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MailTribune.com
  • Camelot's 'Producers' delights

  • "The Producers," which opened Friday night at Camelot Theatre in Talent, is patently offensive, breathtakingly tasteless and the funniest thing you'll see this year. Artistic Director Livia Genise has a way with Broadway musicals, and this one may be the biggest, boldest, most bodacious ever mounted (there's even a smirky joke at that theatrical verb) at Camelot.
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  • "The Producers," which opened Friday night at Camelot Theatre in Talent, is patently offensive, breathtakingly tasteless and the funniest thing you'll see this year. Artistic Director Livia Genise has a way with Broadway musicals, and this one may be the biggest, boldest, most bodacious ever mounted (there's even a smirky joke at that theatrical verb) at Camelot.
    Picture two old-fashioned comics. The first is deadpan. The second can barely get the joke out for cracking up. But if the material is good enough, the audience is swept along. "The Producers" is an extended riff of the second kind, an absurd, comic juggernaut giddy with its power to keep topping itself.
    There's a lot to top. From the cooing chorus girl/pigeons atop the Greenwich Village digs of deranged Nazi playwright Franz Liebkind to Swedish bombshell Ulla Inga Hansen Benson Yansen Tallen Hallen Svaden Swanson auditioning for the job of "secretary-slash-receptionist" to the towering Don Matthews camping it up as Roger De Bris ("the worst director on Broadway") playing a flamboyantly gay Führer in the big production number "Springtime for Hitler."
    That preposterous musical — where could it come from but the fevered imagination of Mel Brooks? — is the device on which everything turns. You've probably seen either the 1968 movie with Zero Mostel and Gene Wilder or the 2005 redo with Nathan Lane and Matthew Broderick, but let's recap.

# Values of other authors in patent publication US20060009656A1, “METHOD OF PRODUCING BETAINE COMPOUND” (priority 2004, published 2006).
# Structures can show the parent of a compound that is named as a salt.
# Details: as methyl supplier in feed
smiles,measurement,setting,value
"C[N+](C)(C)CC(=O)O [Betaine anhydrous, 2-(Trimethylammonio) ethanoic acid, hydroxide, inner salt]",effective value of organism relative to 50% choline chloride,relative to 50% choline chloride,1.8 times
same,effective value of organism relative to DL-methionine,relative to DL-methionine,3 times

Max Bialystock (David King-Gabriel), once the king of Broadway, has just had another flop with "Funny Boy," a musical version of Hamlet. Fallen on hard times, he's become a play-for-pay seducer of the well-heeled little old ladies he keeps conning into writing investment checks made out to his next play, a thing called "Cash."
    Enter timid accountant Leo Bloom (Peter Wickliffe), who carries a little blue security blanket to ward off panic attacks and has Mitty-esque visions of glory. Persuaded by Max to cook the books of his last flop, for which Max had raised $2,000 more than the production cost, Leo has a killer of an idea: "Under the right circumstances, a producer could actually make more money with a flop than he can with a hit."
    Dollar signs light up in Max's eyes. Leo, after a fantasy sequence dramatizing his soul-sucking office job, realizes his true calling ("I Wanna Be a Producer"), the stars align, and a plot is hatched.
    The boys will find the worst play ever written, hire the worst director in town, find the worst actors on Broadway, raise $2 million ("One for me, one for you," Max tells Leo) by overselling shares, then de-camp to Rio when the turkey closes after opening night.
    Hey. What could possibly go wrong?
    The show, with an esthetic best described as Busby Berkeley meets Leni Riefenstahl meets RuPaul, is an improbable hit. Mistaken as satire by the audience, it is hailed by critics, creating a major problem for the boys ("Where Did We Go Right?").